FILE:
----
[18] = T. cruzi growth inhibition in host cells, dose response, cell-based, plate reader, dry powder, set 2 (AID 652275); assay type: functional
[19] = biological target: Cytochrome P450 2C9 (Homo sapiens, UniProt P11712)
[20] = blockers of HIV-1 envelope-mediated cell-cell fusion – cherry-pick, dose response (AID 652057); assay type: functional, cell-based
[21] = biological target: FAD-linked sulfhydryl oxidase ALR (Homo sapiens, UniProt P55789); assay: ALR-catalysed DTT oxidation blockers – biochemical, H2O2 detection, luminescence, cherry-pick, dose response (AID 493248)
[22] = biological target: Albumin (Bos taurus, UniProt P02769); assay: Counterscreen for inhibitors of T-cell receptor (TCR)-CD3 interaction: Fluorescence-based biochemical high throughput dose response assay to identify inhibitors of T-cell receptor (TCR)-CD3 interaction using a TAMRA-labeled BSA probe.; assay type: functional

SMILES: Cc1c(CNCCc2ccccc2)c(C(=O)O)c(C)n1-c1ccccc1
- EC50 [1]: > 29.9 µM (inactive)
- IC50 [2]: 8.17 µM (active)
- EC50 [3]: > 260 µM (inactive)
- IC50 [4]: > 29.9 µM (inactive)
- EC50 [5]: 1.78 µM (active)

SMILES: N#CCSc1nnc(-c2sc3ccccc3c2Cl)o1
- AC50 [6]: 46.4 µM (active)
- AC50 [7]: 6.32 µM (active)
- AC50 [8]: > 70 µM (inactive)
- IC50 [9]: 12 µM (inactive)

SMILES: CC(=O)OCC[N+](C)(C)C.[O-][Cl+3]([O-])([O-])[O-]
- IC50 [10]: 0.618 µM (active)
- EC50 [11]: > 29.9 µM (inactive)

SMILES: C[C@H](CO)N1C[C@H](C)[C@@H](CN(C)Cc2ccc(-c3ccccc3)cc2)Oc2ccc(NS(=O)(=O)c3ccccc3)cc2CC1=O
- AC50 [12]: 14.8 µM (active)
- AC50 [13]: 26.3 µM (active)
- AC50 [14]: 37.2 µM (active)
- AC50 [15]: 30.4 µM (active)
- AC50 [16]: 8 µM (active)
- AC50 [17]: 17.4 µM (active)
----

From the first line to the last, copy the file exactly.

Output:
[18] = T. cruzi growth inhibition in host cells, dose response, cell-based, plate reader, dry powder, set 2 (AID 652275); assay type: functional
[19] = biological target: Cytochrome P450 2C9 (Homo sapiens, UniProt P11712)
[20] = blockers of HIV-1 envelope-mediated cell-cell fusion – cherry-pick, dose response (AID 652057); assay type: functional, cell-based
[21] = biological target: FAD-linked sulfhydryl oxidase ALR (Homo sapiens, UniProt P55789); assay: ALR-catalysed DTT oxidation blockers – biochemical, H2O2 detection, luminescence, cherry-pick, dose response (AID 493248)
[22] = biological target: Albumin (Bos taurus, UniProt P02769); assay: Counterscreen for inhibitors of T-cell receptor (TCR)-CD3 interaction: Fluorescence-based biochemical high throughput dose response assay to identify inhibitors of T-cell receptor (TCR)-CD3 interaction using a TAMRA-labeled BSA probe.; assay type: functional

SMILES: Cc1c(CNCCc2ccccc2)c(C(=O)O)c(C)n1-c1ccccc1
- EC50 [1]: > 29.9 µM (inactive)
- IC50 [2]: 8.17 µM (active)
- EC50 [3]: > 260 µM (inactive)
- IC50 [4]: > 29.9 µM (inactive)
- EC50 [5]: 1.78 µM (active)

SMILES: N#CCSc1nnc(-c2sc3ccccc3c2Cl)o1
- AC50 [6]: 46.4 µM (active)
- AC50 [7]: 6.32 µM (active)
- AC50 [8]: > 70 µM (inactive)
- IC50 [9]: 12 µM (inactive)

SMILES: CC(=O)OCC[N+](C)(C)C.[O-][Cl+3]([O-])([O-])[O-]
- IC50 [10]: 0.618 µM (active)
- EC50 [11]: > 29.9 µM (inactive)

SMILES: C[C@H](CO)N1C[C@H](C)[C@@H](CN(C)Cc2ccc(-c3ccccc3)cc2)Oc2ccc(NS(=O)(=O)c3ccccc3)cc2CC1=O
- AC50 [12]: 14.8 µM (active)
- AC50 [13]: 26.3 µM (active)
- AC50 [14]: 37.2 µM (active)
- AC50 [15]: 30.4 µM (active)
- AC50 [16]: 8 µM (active)
- AC50 [17]: 17.4 µM (active)